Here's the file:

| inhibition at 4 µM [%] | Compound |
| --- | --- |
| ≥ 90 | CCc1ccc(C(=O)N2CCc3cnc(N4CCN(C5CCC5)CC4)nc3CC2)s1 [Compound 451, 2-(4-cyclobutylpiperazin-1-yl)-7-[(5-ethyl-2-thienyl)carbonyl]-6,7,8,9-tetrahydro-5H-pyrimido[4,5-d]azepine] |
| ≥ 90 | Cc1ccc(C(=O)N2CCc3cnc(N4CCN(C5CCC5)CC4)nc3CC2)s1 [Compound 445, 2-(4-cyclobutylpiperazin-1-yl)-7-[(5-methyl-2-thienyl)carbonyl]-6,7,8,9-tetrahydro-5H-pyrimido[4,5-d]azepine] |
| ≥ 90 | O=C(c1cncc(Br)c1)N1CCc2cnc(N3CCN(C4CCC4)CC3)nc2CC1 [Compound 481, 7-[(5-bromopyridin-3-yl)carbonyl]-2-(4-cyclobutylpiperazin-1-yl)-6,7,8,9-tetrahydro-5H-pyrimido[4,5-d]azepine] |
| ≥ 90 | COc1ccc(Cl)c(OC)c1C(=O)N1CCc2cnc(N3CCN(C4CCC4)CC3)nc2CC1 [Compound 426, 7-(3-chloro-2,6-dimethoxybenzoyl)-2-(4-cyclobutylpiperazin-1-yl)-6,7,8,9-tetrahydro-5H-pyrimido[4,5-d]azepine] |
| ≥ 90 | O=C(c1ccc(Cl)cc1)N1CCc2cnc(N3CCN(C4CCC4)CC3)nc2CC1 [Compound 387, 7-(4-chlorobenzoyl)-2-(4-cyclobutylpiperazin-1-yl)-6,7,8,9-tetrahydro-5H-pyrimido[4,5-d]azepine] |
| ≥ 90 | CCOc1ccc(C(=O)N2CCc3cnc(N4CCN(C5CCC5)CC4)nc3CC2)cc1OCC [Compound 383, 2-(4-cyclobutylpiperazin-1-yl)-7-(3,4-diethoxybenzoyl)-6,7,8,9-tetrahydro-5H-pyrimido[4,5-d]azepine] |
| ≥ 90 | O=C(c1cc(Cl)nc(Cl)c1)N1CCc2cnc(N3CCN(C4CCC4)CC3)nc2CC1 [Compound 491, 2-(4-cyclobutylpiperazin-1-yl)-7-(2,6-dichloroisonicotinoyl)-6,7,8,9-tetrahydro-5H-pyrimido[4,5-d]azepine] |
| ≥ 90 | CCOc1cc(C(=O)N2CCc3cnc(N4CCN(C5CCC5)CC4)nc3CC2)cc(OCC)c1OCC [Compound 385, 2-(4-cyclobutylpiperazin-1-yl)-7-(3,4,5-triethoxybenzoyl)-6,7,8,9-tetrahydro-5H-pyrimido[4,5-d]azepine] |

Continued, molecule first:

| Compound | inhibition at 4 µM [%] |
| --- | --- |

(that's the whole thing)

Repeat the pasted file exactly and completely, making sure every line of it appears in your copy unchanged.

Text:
| inhibition at 4 µM [%] | Compound |
| --- | --- |
| ≥ 90 | CCc1ccc(C(=O)N2CCc3cnc(N4CCN(C5CCC5)CC4)nc3CC2)s1 [Compound 451, 2-(4-cyclobutylpiperazin-1-yl)-7-[(5-ethyl-2-thienyl)carbonyl]-6,7,8,9-tetrahydro-5H-pyrimido[4,5-d]azepine] |
| ≥ 90 | Cc1ccc(C(=O)N2CCc3cnc(N4CCN(C5CCC5)CC4)nc3CC2)s1 [Compound 445, 2-(4-cyclobutylpiperazin-1-yl)-7-[(5-methyl-2-thienyl)carbonyl]-6,7,8,9-tetrahydro-5H-pyrimido[4,5-d]azepine] |
| ≥ 90 | O=C(c1cncc(Br)c1)N1CCc2cnc(N3CCN(C4CCC4)CC3)nc2CC1 [Compound 481, 7-[(5-bromopyridin-3-yl)carbonyl]-2-(4-cyclobutylpiperazin-1-yl)-6,7,8,9-tetrahydro-5H-pyrimido[4,5-d]azepine] |
| ≥ 90 | COc1ccc(Cl)c(OC)c1C(=O)N1CCc2cnc(N3CCN(C4CCC4)CC3)nc2CC1 [Compound 426, 7-(3-chloro-2,6-dimethoxybenzoyl)-2-(4-cyclobutylpiperazin-1-yl)-6,7,8,9-tetrahydro-5H-pyrimido[4,5-d]azepine] |
| ≥ 90 | O=C(c1ccc(Cl)cc1)N1CCc2cnc(N3CCN(C4CCC4)CC3)nc2CC1 [Compound 387, 7-(4-chlorobenzoyl)-2-(4-cyclobutylpiperazin-1-yl)-6,7,8,9-tetrahydro-5H-pyrimido[4,5-d]azepine] |
| ≥ 90 | CCOc1ccc(C(=O)N2CCc3cnc(N4CCN(C5CCC5)CC4)nc3CC2)cc1OCC [Compound 383, 2-(4-cyclobutylpiperazin-1-yl)-7-(3,4-diethoxybenzoyl)-6,7,8,9-tetrahydro-5H-pyrimido[4,5-d]azepine] |
| ≥ 90 | O=C(c1cc(Cl)nc(Cl)c1)N1CCc2cnc(N3CCN(C4CCC4)CC3)nc2CC1 [Compound 491, 2-(4-cyclobutylpiperazin-1-yl)-7-(2,6-dichloroisonicotinoyl)-6,7,8,9-tetrahydro-5H-pyrimido[4,5-d]azepine] |
| ≥ 90 | CCOc1cc(C(=O)N2CCc3cnc(N4CCN(C5CCC5)CC4)nc3CC2)cc(OCC)c1OCC [Compound 385, 2-(4-cyclobutylpiperazin-1-yl)-7-(3,4,5-triethoxybenzoyl)-6,7,8,9-tetrahydro-5H-pyrimido[4,5-d]azepine] |

Continued, molecule first:

| Compound | inhibition at 4 µM [%] |
| --- | --- |